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‘Free Market’ Libertarians Miss The Mark Completely on Regulating Big Tech

Just because Mark Zuckerberg is calling for a bad proposal to regulate Big Tech does not mean that all proposals should be rejected.

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Mark Zuckerberg, CEO of Facebook, released an op/ed on Saturday where he called for Big Brother to regulate his competition out of commission while putting new Draconian restrictions into place that would shift the blame off of him for committing an Orwellian assault against free speech on his corporate platform.

“The rules governing the Internet allowed a generation of entrepreneurs to build services that changed the world and created a lot of value in people’s lives. It’s time to update these rules to define clear responsibilities for people, companies and governments going forward,” the Facebook founder wrote about his restrictive proposal to strange the free internet.

“Lawmakers often tell me we have too much power over speech, and frankly I agree. I’ve come to believe that we shouldn’t make so many important decisions about speech on our own. So we’re creating an independent body so people can appeal our decisions. We’re also working with governments, including French officials, on ensuring the effectiveness of content review systems,” Zuckerberg added, making it clear that he is happy to cede unprecedented power to big government if it will clear up his public relations problem.

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Some “free market” commentators, like the leather jacket-clad Nick Gillespie of the Koch-funded Reason Magazine, are already throwing in the towel. An avid proponent of laissez-faire economics, Gillespie sees the monolithic corporations embracing this regulatory push and is rolling over since his dogma claims there is nothing we can do to stop these so-called market forces.

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“Goodbye to hive minds, the wisdom of crowds, and the disintermediation that allow each of us to decide what is ‘terrorist propaganda, hate speech and more.’ We’re back in bad old meatspace, with ‘independent bodies’ and expert committees and all that,” Gillespie wrote, bemoaning Zuckerberg’s push for more regulation.

“Goodbye, open internet; you will be missed,” Gillespie wrote in a final submissive whimper to Big Brother.

However, all hope is far from being lost. Section 230 of the Communications Decency Act (CDA) can be amended to revoke certain special government immunity privileges for tech companies if they act as partisan political publishers rather than neutral content providers.

The key provision of the CDA reads: “No provider or user of an interactive computer service shall be treated as the publisher or speaker of any information provided by another information content provider.”

Freshman US Senator Josh Hawley (R-MO) is leading the charge against Big Tech for Orwellian censorship policies against conservative free speech as well as other hostile business practices:

Handicapped by a mediocre ideology, the Koch-suckers at Reason Magazine cannot fathom anything but total obsequence to their corporate masters, but there is a non-invasive solution: Changing Section 230 of the CDA. If tech corporations refuse to uphold basic American values like freedom of speech, they should not be give any special government favors protecting them from liability and competition.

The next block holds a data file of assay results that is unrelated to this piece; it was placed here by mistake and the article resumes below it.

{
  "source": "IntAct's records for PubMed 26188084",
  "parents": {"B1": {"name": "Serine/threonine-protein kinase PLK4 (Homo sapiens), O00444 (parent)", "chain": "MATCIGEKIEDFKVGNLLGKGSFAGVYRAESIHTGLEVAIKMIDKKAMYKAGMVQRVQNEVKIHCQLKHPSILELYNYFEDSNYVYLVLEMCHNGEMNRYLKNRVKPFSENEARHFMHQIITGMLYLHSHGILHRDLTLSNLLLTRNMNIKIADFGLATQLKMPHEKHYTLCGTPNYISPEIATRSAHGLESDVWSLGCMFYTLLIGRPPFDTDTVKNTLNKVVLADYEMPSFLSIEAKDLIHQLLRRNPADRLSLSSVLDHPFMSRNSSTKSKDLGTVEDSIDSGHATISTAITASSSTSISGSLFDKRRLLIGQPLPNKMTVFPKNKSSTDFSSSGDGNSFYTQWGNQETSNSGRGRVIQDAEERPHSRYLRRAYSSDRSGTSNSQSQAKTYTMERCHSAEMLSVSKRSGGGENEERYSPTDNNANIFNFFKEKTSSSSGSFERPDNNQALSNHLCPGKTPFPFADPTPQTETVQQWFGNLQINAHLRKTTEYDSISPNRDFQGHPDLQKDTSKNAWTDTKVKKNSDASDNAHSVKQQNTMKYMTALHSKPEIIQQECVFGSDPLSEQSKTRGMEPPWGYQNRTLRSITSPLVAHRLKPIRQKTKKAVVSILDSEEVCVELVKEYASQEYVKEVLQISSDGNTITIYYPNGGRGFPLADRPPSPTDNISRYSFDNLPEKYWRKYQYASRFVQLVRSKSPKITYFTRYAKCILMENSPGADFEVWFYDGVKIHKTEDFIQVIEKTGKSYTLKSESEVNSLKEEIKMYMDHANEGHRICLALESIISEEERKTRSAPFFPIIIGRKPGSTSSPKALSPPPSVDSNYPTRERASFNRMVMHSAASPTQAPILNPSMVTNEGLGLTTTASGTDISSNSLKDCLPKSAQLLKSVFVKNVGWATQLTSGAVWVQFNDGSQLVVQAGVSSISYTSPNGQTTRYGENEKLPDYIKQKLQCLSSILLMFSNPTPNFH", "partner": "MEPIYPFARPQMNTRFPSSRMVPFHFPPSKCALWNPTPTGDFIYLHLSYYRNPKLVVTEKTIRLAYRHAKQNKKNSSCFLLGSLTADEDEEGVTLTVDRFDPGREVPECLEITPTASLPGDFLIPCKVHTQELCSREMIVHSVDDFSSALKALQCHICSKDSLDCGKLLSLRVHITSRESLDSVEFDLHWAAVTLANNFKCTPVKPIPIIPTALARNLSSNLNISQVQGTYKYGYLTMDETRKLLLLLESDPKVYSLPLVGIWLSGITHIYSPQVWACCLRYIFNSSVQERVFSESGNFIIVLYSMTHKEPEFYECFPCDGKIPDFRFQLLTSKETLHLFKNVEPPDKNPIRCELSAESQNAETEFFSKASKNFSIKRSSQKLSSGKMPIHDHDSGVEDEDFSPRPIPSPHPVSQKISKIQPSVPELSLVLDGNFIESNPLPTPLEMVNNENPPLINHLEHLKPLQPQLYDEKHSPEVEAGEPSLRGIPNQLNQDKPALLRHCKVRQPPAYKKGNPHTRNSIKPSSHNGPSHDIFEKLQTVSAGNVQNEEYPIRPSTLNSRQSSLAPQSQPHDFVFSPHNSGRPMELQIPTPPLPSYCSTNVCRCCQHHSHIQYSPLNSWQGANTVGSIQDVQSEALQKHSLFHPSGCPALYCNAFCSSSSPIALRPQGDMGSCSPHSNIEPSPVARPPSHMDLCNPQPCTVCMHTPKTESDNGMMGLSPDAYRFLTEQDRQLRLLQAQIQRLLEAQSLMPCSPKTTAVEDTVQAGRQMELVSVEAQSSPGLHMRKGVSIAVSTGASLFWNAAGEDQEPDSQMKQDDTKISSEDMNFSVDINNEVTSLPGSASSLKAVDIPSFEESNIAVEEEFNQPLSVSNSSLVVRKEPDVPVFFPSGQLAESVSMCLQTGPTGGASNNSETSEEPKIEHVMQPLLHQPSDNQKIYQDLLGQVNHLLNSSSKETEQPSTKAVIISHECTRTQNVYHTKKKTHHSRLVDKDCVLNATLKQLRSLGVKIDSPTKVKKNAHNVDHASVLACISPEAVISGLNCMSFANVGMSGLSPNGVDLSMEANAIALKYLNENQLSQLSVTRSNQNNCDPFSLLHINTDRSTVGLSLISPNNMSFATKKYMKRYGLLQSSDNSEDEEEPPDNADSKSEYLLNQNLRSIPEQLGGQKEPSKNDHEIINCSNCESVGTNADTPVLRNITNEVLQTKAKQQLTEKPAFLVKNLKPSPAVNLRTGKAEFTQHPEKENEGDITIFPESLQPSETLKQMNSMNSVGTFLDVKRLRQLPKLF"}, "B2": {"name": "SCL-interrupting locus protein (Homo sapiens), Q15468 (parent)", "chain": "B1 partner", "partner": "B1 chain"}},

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Twitter Posts Job Posting for Developing Paid Subscription Service; Will Platform Become Pay-to-Use?

Will it lead to the downfall of the platform?

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Shares for Twitter’s stock surged more than 8% on Wednesday as the company posted an online job listing for a developer who would work on a new system designed as a pay-to-use platform.

The job listing advertises the opening for a project team termed “Gryphon.” The company describes the team as creating a “subscription platform” that “can be reused by other teams in the future.”

In a statement to CNN on the job listing, Twitter underplayed the announcement, stating that it was only a job listing, not a product announcement.

We’re conducting this survey to assess the interest in a new, more enhanced version of Tweetdeck. We regularly conduct user research to gather feedback about people’s Twitter experience and to better inform our product investment decisions, and we’re exploring several ways to make Tweetdeck even more valuable for professionals.

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CEO Jack Dorsey has resisted shareholder demands to reorganize Twitter to prioritize profitability, most recently fending off a buyout attempt staged by oligarch Paul Singer challenging his leadership of the company. Dorsey kept his position of power over the company after reaching an agreement with profit-hungry shareholders, and the new development of paid subscription software could signal he intends to further satisfy them.

The company’s major investors will likely be pleased by any sign the company intends to convert its service into a pay-to-use model, evolving away from the tradition business model of micro-targeted ads towards its user base. However, a change to a subscription model could prove to be a threat to Twitter’s appeal, especially when newer free speech platforms are gunning for the platform’s user base and the company caves to the demands of censorious liberal journalists in suspending a variety of public figures deemed inconvenient to the neoliberal societal model.

Ultimately, the greed and thirst for power of the privileged elites of Silicon Valley could possibly bring about an end to their era of domination over online political speech, heralding a renaissance of the internet.

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